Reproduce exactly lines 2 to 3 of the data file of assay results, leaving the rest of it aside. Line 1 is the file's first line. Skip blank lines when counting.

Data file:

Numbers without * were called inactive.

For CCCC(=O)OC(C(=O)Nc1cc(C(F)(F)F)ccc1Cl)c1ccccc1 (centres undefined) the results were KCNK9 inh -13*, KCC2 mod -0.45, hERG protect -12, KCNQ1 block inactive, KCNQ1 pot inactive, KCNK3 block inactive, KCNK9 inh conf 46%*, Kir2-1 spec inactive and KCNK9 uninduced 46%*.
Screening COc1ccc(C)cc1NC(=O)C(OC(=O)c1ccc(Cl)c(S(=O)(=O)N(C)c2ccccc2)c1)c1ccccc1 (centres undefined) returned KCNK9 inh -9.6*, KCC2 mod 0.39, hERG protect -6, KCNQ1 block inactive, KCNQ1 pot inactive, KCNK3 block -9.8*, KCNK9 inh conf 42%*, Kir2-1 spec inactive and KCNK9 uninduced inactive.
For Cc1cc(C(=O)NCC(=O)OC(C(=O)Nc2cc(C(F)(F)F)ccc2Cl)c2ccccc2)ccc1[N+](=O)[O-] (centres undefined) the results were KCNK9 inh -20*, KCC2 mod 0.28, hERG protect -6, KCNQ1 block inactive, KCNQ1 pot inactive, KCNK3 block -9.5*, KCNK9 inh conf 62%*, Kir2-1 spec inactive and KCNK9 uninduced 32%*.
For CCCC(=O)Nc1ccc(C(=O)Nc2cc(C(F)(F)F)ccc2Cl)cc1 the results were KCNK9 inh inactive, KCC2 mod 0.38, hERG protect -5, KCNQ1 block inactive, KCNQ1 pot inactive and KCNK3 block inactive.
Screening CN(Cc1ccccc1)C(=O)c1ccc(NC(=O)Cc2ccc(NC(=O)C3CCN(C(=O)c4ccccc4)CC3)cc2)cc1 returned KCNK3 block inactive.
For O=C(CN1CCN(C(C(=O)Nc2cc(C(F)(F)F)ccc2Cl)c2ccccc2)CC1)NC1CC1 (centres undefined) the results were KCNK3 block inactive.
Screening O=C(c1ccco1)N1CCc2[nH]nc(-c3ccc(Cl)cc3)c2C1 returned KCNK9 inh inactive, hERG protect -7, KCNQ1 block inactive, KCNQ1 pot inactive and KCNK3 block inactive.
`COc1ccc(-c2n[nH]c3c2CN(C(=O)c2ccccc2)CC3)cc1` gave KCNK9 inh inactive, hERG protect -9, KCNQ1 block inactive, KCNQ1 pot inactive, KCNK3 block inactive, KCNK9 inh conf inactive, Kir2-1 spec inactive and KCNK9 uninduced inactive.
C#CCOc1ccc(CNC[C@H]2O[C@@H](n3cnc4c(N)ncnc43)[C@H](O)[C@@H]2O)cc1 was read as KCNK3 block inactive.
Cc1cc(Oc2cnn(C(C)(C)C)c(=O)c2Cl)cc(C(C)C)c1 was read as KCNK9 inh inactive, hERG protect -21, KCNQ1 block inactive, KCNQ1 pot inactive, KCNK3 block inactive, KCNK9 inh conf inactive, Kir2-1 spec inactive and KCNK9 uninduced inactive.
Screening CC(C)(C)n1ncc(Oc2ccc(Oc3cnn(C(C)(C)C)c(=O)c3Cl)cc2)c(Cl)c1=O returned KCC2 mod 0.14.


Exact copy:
For CCCC(=O)OC(C(=O)Nc1cc(C(F)(F)F)ccc1Cl)c1ccccc1 (centres undefined) the results were KCNK9 inh -13*, KCC2 mod -0.45, hERG protect -12, KCNQ1 block inactive, KCNQ1 pot inactive, KCNK3 block inactive, KCNK9 inh conf 46%*, Kir2-1 spec inactive and KCNK9 uninduced 46%*.
Screening COc1ccc(C)cc1NC(=O)C(OC(=O)c1ccc(Cl)c(S(=O)(=O)N(C)c2ccccc2)c1)c1ccccc1 (centres undefined) returned KCNK9 inh -9.6*, KCC2 mod 0.39, hERG protect -6, KCNQ1 block inactive, KCNQ1 pot inactive, KCNK3 block -9.8*, KCNK9 inh conf 42%*, Kir2-1 spec inactive and KCNK9 uninduced inactive.